On March 29, 1925 the first factory-kitchen in the USSR was opened in Ivanovo-Voznesensk. People's Health Commissioner Semashko N.A. in his greeting called it "a bomb thrown into the old way of life." It should be noted that the history of the building that preceded this event is very curious: the hostel of the N.P. and N.N. Fokiny cotton printing factory was located there, which they organized instead of the two-storey building of the Kiselev V.P. carriage workshop bought by them in 1908. Shortly before the beginning of World War I, the hostel was rented by the 184th Warsaw Infantry Regiment as barracks, and later as a hospital. After the establishment of Ivanovo-Voznesensk Polytechnic Institute, until 1923 the Engineering Department was located there, which was headed by Keldysh V.M. at that time. The design and construction work on the reconstruction of the building into the factory-kitchen was controlled by the Moscow joint-stock company "Standard". The architecturally-constructive and design-technological solutions of the new public catering enterprise were executed by the architects Korshunov B.A. and. Churakov M.M, and the redevelopment was carried out under the supervision of the engineer-architect Maksimova E. (later the author of the project of the factory-kitchen in Samara, made in the shape of a sickle and a hammer). During these works, an additional building was attached, and a separate one-story warehouse building was additionally constructed. To equip the organization, special equipment for processing and cooking was purchased in Germany, refrigerators, lifts and other equipment, including electric washers, dryers, bread cutters and potato peelers as well. The kitchen was located on the first floor of the building and in the basement; the second floor was occupied by a dining hall for 285 people, as well as a playroom and a library with a reading room. Apart from its own dining hall, the factory-kitchen served eight more factory canteens.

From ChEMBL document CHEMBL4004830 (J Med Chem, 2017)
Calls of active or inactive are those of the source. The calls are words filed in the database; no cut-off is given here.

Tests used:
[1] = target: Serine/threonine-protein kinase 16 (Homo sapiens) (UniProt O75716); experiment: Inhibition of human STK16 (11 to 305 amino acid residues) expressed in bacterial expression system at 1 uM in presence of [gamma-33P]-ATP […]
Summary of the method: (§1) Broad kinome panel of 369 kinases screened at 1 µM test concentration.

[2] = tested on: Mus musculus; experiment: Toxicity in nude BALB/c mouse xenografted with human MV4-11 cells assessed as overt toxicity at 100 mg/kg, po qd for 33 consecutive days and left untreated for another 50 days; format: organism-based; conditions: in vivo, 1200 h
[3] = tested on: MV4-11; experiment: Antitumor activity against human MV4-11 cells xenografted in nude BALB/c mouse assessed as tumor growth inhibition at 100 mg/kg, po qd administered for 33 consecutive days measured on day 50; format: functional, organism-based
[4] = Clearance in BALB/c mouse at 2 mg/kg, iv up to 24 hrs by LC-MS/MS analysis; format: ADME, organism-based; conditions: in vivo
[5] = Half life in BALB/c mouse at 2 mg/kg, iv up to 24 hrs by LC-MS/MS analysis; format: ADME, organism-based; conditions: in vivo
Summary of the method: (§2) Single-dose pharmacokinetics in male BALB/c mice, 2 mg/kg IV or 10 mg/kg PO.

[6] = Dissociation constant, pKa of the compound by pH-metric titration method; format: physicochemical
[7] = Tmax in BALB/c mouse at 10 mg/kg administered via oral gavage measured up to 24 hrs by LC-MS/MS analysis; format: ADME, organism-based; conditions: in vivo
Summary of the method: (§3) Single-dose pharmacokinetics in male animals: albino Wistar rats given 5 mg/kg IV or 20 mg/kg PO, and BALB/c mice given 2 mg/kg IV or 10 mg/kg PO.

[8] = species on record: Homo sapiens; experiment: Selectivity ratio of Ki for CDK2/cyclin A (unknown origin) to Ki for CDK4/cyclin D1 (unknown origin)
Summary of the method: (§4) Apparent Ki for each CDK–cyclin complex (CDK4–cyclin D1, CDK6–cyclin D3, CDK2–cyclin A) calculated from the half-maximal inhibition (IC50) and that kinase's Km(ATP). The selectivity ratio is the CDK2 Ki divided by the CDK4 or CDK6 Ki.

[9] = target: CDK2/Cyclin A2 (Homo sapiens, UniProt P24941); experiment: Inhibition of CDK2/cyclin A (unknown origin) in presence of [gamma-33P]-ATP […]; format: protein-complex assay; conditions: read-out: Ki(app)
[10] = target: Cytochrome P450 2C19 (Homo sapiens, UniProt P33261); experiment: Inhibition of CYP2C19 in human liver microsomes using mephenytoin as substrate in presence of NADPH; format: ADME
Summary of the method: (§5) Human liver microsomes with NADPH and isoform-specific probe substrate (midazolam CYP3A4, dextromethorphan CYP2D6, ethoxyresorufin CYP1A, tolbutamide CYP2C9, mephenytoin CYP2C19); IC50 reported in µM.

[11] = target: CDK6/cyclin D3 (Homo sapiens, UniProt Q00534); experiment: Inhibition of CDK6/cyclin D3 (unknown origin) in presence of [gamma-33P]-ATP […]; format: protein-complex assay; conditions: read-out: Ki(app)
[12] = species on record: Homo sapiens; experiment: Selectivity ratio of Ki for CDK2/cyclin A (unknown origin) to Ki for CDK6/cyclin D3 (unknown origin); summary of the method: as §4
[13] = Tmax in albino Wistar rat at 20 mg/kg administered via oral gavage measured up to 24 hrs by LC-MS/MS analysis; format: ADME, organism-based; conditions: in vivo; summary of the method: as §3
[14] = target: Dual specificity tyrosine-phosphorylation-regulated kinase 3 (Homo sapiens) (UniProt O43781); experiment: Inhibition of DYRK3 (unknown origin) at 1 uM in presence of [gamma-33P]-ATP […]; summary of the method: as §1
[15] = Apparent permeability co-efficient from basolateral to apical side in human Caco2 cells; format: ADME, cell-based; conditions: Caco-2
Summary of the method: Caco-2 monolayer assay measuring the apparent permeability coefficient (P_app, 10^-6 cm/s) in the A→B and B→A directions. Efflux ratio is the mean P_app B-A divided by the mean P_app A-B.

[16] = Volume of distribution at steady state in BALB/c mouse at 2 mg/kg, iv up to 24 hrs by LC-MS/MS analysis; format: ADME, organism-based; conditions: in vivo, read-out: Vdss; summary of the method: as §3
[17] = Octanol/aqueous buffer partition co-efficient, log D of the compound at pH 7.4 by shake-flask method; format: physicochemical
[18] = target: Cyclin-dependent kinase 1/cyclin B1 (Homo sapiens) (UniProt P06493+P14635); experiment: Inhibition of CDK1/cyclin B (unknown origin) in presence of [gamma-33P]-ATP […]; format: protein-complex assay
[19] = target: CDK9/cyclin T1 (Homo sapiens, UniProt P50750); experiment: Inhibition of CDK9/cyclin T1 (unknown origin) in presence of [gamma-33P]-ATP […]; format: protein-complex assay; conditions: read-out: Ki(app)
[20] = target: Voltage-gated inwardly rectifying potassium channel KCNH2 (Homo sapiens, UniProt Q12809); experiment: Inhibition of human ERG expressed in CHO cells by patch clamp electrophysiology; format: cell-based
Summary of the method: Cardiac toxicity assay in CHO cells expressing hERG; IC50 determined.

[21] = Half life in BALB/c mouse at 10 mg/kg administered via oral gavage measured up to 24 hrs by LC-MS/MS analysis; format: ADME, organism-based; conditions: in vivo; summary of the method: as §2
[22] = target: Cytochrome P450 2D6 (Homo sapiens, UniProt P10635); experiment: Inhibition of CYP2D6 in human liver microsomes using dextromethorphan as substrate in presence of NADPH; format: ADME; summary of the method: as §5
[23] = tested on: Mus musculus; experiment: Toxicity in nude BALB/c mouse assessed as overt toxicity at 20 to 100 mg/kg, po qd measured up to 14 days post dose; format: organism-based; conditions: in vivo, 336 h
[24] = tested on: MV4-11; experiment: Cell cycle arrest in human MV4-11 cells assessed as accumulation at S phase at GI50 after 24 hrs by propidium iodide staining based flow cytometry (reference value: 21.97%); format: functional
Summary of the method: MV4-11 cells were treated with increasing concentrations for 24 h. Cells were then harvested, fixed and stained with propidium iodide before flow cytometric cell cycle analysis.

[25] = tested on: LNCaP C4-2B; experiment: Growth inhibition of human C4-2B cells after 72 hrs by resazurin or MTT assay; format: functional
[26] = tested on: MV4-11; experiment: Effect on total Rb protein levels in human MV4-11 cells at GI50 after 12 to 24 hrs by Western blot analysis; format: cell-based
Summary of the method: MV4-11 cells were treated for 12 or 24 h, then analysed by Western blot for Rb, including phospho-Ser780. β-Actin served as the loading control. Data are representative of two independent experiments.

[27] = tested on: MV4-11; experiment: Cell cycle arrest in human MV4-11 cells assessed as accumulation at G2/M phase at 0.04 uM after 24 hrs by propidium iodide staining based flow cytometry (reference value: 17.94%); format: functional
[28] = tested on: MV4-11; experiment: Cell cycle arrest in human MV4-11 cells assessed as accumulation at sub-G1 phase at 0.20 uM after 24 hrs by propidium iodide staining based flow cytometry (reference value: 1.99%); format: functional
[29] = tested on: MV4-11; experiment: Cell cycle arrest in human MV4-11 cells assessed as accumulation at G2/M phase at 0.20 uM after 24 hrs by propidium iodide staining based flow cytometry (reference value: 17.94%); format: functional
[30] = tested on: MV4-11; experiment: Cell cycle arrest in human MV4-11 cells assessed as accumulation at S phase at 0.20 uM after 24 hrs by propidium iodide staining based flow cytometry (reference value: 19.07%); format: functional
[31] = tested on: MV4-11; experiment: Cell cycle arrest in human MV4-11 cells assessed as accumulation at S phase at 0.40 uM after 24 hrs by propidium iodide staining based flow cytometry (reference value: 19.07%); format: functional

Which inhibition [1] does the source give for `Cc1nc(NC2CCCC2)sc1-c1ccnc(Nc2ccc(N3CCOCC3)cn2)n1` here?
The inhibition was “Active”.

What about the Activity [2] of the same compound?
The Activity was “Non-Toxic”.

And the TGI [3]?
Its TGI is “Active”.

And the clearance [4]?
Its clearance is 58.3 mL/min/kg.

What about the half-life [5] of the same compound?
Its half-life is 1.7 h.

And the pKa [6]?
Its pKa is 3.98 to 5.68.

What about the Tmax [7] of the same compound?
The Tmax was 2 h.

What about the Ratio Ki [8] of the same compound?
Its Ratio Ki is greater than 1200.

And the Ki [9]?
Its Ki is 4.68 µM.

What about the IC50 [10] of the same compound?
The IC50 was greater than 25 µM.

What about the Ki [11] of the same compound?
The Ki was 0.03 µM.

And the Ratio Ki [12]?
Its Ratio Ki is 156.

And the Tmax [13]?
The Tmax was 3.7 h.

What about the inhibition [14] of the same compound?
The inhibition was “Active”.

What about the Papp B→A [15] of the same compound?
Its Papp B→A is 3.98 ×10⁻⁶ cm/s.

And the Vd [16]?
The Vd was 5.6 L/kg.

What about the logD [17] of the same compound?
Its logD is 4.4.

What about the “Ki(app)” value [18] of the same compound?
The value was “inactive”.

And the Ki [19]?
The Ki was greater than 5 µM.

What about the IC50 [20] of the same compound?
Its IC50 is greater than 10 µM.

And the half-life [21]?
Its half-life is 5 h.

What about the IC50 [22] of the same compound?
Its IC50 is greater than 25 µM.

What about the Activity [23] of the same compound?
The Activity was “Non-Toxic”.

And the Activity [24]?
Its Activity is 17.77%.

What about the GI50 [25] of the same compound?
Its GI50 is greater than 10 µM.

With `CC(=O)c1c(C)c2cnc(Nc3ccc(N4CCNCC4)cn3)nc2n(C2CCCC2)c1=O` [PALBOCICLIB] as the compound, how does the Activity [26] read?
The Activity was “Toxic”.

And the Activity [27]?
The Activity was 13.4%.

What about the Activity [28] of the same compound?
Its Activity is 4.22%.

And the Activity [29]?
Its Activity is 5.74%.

The success of the factory-kitchen in Ivanovo-Voznesensk caused in the second half of the 1920s a mass movement for the creation of factory-kitchens in many cities of the country. In May 1927, the second factory-kitchen in the country was opened in Nizhny Novgorod, which served a number of industrial enterprises and schools. In 1928, a factory-kitchen was opened at the Dnieprostroi (architects Vesnin V., Kolly N., Orlov G. and Maslikh S.). Then within several years the volume of the construction of factories-kitchens quickly grew; they were built in Moscow, Leningrad, Baku, Dnepropetrovsk, Orekhov-Zuev, Stalingrad, Tver, Tashkent, Shuya, Serpukhov, Rostov-on-Don, and so on.